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Villa Victoria, Grasse, France

Alice von Rothschild (1847-1922) began to spend winters on the Riviera in 1887.  Finding the coast vulgar, in 1888 she became the owner of 135 hectares of land among the perfume fields of Grasse near Cannes in the Alpes-Maritimes, and began to build a house and possibly one of the most ostentatious and extravagant gardens ever seen.

In November of that year work commenced on the construction of a large house. The villa became most famous for its garden, however, which Alice laid out entirely unaided by landscape architects. The terraced hillside was landscaped into rolling parkland, where Alice planted citrus trees by the hundred, arranged in groups to make them appear more natural and integrate with the existing landscape.  Here she planted citrus trees in vast numbers, and exotic plants such as palm trees, yuccas, aloes and bamboo.

There was a rock garden, a winter-flowering grotto and a spectacular three kilometre drive designed with hairpin bends; around every corner lay a surprise for the visitor as the planting became progressively wilder and the panorama extended itself further the higher one climbed. Following the path upwards, the visitor encountered palms and aloes, a retaining rookery wall of 30m which was planted with perennials, then woods under-planted with lavender, rosemary and citronella, higher still, a cascade and miniature lake, then finally at the very top, a Tea Pavilion.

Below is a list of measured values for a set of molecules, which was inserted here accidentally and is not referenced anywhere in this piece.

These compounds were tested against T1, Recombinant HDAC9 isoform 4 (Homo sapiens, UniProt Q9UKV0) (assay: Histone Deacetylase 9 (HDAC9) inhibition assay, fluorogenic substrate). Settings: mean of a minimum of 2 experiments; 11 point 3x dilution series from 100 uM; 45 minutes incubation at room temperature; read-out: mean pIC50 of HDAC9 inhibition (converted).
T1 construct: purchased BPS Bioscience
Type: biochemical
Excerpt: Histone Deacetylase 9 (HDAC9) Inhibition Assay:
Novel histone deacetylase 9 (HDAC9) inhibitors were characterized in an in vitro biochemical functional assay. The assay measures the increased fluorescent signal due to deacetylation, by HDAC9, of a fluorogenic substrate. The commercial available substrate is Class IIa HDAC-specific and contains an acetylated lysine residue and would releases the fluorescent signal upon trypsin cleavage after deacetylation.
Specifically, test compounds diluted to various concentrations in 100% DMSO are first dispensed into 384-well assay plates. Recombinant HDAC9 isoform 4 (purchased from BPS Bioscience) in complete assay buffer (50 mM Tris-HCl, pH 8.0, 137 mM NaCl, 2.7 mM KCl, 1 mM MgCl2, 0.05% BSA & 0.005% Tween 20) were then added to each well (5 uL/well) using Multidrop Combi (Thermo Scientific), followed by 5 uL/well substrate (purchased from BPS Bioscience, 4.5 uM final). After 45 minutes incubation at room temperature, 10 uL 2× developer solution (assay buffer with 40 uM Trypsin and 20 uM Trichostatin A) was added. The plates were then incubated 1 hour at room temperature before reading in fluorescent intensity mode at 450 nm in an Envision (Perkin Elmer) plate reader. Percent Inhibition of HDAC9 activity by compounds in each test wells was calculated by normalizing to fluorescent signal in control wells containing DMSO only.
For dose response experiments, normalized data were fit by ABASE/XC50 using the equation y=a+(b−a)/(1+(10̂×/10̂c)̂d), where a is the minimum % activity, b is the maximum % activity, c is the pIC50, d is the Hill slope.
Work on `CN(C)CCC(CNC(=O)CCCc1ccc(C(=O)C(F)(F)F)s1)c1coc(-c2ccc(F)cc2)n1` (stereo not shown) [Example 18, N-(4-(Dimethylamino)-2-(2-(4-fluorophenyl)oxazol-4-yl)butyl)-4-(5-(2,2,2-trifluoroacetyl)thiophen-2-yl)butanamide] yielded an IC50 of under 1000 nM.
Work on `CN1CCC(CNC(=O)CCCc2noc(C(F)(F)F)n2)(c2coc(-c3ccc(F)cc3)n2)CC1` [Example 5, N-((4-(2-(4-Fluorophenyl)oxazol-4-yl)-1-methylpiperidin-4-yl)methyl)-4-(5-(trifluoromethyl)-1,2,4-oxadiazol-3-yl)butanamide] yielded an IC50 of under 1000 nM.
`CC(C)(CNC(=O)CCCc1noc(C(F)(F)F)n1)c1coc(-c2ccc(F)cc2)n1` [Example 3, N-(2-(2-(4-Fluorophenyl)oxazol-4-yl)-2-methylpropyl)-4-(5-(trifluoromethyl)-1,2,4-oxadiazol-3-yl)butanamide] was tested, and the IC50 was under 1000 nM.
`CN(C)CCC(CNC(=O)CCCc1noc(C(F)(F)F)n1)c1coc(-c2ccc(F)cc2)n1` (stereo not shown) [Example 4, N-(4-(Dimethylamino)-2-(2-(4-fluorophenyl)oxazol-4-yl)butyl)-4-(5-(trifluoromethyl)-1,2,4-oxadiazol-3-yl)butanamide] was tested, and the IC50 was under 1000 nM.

A visitor to Alice von Rothschild’s garden once quipped that every twenty metres a gardener stood waiting for a leaf to fall so that he might pick it up – this might not be so far from the truth as Alice employed over 100 gardeners, dressed in the Rothschild colours of blue and yellow, to maintain her garden.  Each year they planted 55,000 daisies, 25,000 pansies, 10,000 wallflowers, 5,000 forget-me-nots and 23,000 bulbs of tulips and narcissi.

The lawns of the villa Victoria, named in honour of the British Queen, were planted with thousands of violets.  A variety of single violet was named after Alice de Rothschild by one of her gardeners.

When Alice died in 1922 the villa passed to Edmond who sold it to the town.  It then became a hotel, but all that now remains is the tea house.

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